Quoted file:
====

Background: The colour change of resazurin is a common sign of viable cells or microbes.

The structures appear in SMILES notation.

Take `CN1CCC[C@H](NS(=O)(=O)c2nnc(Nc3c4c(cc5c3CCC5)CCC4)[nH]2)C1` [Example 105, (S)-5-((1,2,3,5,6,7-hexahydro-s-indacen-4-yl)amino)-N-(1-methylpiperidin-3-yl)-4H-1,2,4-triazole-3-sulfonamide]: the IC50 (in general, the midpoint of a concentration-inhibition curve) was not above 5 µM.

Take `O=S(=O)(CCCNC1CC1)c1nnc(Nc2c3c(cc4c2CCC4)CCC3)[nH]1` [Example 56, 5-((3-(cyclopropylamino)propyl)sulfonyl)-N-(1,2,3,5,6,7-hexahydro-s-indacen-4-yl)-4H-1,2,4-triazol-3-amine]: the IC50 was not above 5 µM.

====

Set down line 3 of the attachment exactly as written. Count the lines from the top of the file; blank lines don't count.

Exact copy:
Take `CN1CCC[C@H](NS(=O)(=O)c2nnc(Nc3c4c(cc5c3CCC5)CCC4)[nH]2)C1` [Example 105, (S)-5-((1,2,3,5,6,7-hexahydro-s-indacen-4-yl)amino)-N-(1-methylpiperidin-3-yl)-4H-1,2,4-triazole-3-sulfonamide]: the IC50 (in general, the midpoint of a concentration-inhibition curve) was not above 5 µM.